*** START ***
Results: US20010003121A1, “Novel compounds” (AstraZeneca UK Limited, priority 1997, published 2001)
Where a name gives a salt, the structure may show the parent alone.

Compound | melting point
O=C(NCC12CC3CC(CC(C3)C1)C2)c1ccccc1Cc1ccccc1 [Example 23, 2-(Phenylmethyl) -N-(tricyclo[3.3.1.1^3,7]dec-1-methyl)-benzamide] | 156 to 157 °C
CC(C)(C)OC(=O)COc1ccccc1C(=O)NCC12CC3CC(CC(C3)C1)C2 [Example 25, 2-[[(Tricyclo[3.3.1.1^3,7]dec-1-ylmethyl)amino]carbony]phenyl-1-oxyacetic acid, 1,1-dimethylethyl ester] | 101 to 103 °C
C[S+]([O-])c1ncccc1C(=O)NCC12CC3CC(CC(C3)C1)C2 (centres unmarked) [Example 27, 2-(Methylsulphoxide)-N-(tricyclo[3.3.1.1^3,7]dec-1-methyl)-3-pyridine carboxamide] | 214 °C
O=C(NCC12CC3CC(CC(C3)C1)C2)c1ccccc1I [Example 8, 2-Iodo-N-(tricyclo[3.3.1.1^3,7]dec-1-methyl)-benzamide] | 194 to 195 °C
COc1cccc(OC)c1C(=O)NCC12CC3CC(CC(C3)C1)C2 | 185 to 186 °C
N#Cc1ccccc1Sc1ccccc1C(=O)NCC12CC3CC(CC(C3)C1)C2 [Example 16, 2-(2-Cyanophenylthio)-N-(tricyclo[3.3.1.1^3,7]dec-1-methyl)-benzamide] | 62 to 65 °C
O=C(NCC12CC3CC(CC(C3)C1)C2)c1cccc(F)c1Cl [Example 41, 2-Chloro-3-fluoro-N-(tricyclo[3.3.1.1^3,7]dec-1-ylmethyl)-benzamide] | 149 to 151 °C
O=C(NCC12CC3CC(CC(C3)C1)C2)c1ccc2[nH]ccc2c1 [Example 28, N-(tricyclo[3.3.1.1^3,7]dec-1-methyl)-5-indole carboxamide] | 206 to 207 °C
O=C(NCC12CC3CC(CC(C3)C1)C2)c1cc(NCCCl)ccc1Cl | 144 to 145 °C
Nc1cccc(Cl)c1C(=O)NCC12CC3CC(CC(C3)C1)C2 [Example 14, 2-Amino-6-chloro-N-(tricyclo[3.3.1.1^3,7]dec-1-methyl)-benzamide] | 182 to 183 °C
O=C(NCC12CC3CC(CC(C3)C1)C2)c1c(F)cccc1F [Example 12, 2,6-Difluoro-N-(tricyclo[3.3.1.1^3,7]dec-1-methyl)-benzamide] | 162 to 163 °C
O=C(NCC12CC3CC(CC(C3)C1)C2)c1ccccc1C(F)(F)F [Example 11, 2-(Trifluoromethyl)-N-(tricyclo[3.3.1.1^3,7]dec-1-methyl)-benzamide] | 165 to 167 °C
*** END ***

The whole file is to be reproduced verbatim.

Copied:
Results: US20010003121A1, “Novel compounds” (AstraZeneca UK Limited, priority 1997, published 2001)
Where a name gives a salt, the structure may show the parent alone.

Compound | melting point
O=C(NCC12CC3CC(CC(C3)C1)C2)c1ccccc1Cc1ccccc1 [Example 23, 2-(Phenylmethyl) -N-(tricyclo[3.3.1.1^3,7]dec-1-methyl)-benzamide] | 156 to 157 °C
CC(C)(C)OC(=O)COc1ccccc1C(=O)NCC12CC3CC(CC(C3)C1)C2 [Example 25, 2-[[(Tricyclo[3.3.1.1^3,7]dec-1-ylmethyl)amino]carbony]phenyl-1-oxyacetic acid, 1,1-dimethylethyl ester] | 101 to 103 °C
C[S+]([O-])c1ncccc1C(=O)NCC12CC3CC(CC(C3)C1)C2 (centres unmarked) [Example 27, 2-(Methylsulphoxide)-N-(tricyclo[3.3.1.1^3,7]dec-1-methyl)-3-pyridine carboxamide] | 214 °C
O=C(NCC12CC3CC(CC(C3)C1)C2)c1ccccc1I [Example 8, 2-Iodo-N-(tricyclo[3.3.1.1^3,7]dec-1-methyl)-benzamide] | 194 to 195 °C
COc1cccc(OC)c1C(=O)NCC12CC3CC(CC(C3)C1)C2 | 185 to 186 °C
N#Cc1ccccc1Sc1ccccc1C(=O)NCC12CC3CC(CC(C3)C1)C2 [Example 16, 2-(2-Cyanophenylthio)-N-(tricyclo[3.3.1.1^3,7]dec-1-methyl)-benzamide] | 62 to 65 °C
O=C(NCC12CC3CC(CC(C3)C1)C2)c1cccc(F)c1Cl [Example 41, 2-Chloro-3-fluoro-N-(tricyclo[3.3.1.1^3,7]dec-1-ylmethyl)-benzamide] | 149 to 151 °C
O=C(NCC12CC3CC(CC(C3)C1)C2)c1ccc2[nH]ccc2c1 [Example 28, N-(tricyclo[3.3.1.1^3,7]dec-1-methyl)-5-indole carboxamide] | 206 to 207 °C
O=C(NCC12CC3CC(CC(C3)C1)C2)c1cc(NCCCl)ccc1Cl | 144 to 145 °C
Nc1cccc(Cl)c1C(=O)NCC12CC3CC(CC(C3)C1)C2 [Example 14, 2-Amino-6-chloro-N-(tricyclo[3.3.1.1^3,7]dec-1-methyl)-benzamide] | 182 to 183 °C
O=C(NCC12CC3CC(CC(C3)C1)C2)c1c(F)cccc1F [Example 12, 2,6-Difluoro-N-(tricyclo[3.3.1.1^3,7]dec-1-methyl)-benzamide] | 162 to 163 °C
O=C(NCC12CC3CC(CC(C3)C1)C2)c1ccccc1C(F)(F)F [Example 11, 2-(Trifluoromethyl)-N-(tricyclo[3.3.1.1^3,7]dec-1-methyl)-benzamide] | 165 to 167 °C